Jed Emert looking for success in more than one facet of racing

Jed Emert

Jed Emert

Jed Emert has a lot on his racing agenda for the coming year and beyond. After several years of achieving success in the go-kart ranks as a driver, the Maryville, Tenn. racer is in the process of transitioning from that form of racing to Dirt Late Models. At the same time, however, the 20-year-old is remaining true to his racing roots by serving as a promoter of go-kart events and an entire series.

Those transitions are proving to be both rewarding and challenging.

“Steve Richey called me in March of last year and asked me to drive this car and it’s been a blessing,” Emert says of his Late Model exploits. “It’s a good car. I’ve just got to figure out how to get around in it.”

One of the challenges Emert and his team currently face is that of where to race their GRT machine with crate engine power.

The Steve Richey owned GRT that Emert will be driving.

The Steve Richey owned GRT that Emert will be driving.


“The plan for the year is kind of up in the air, to be honest,” he explained in an interview with “It mostly depends on what racetracks are going to decide as far as what motor rules they’re going to go with. That’s what will decide where we’re going to run and what classes we’ll run. If everybody goes to a steelhead deal, we’ll probably run Sportsman. But if there’s a chance to run crates somewhere, we’re going to do that too.”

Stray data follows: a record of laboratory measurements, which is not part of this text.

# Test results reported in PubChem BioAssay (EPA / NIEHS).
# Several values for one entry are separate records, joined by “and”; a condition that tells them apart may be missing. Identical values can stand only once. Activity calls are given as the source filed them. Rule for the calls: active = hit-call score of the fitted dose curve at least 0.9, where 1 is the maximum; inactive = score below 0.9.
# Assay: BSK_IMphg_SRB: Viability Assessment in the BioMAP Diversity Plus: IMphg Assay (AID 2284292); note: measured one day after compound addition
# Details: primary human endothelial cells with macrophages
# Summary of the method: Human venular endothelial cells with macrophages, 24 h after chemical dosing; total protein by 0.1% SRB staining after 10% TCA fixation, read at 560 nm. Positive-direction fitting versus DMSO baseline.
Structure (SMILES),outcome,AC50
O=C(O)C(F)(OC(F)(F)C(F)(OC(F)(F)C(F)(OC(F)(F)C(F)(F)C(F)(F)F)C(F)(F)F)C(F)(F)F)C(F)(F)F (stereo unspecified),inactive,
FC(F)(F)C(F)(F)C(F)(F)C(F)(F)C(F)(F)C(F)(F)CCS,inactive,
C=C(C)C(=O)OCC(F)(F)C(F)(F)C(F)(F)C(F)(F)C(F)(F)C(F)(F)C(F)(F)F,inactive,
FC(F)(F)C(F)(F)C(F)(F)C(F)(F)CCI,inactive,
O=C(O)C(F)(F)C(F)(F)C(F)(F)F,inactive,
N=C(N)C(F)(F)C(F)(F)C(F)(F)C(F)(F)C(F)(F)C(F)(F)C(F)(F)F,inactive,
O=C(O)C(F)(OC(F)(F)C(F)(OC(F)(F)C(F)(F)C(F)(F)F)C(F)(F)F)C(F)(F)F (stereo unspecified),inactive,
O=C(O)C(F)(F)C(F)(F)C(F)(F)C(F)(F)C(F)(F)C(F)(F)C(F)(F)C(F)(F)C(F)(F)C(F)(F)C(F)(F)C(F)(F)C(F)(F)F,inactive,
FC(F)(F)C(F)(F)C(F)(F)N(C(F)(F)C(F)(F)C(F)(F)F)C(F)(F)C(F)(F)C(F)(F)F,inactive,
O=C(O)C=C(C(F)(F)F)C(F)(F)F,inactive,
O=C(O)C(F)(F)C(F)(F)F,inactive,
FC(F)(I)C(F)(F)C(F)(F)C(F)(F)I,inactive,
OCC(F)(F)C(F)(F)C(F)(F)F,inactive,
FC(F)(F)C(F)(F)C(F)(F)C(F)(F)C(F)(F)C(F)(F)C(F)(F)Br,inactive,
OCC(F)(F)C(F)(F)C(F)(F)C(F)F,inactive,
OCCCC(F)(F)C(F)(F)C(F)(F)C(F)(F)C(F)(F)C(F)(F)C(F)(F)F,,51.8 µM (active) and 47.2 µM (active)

As with any driver, time in the racing seat is key for Emert’s development as he makes the move from go-karts to full-bodied Late Models.

“It’s definitely been a different experience from the go-karts,” he pointed out. “We didn’t get a lot of experience last year because we had a lot of motor problems with different stuff happening. I’m looking forward this year to growing a lot as a driver. If we start the year off on a good note, by the end of the year I think we can be contending for wins. It’s just going to take time, I need seat time.”

And what goals does a driver making this sort of transition set for himself?

“Obviously we want to win,” he proclaimed. “But it would be kind of foolish for me to come in expecting to win, especially in my first few times out. Hopefully by the end of the year, that’s what we can do, go out and win races.”


But Emert isn’t leaving the karting world completely in his rear view mirror. As a matter of fact, the racer is in the process of becoming one of the most noted series and event promoters in that realm. After racing for seven years in the karts and winning numerous races, he now hopes to contribute to the sport in another way.

And in so doing, he is gaining new insight into the business of racing.

“It gives you a different perspective on things,” Emert declared. “I started my Rocky Top Summer Series thinking that I was going to make something that I’d want to race in myself. It’s given me an appreciation for track owners and promoters. Now we’re doing the deal with 411 Motor Speedway’s new go-kart track and I’m excited about that. I think it’s going to be something fun for people to come out and do on Friday nights.

“I think the 411 deal and my series are going to continue to grow and be good things. It’s like anything else, Rome wasn’t built in a day.”

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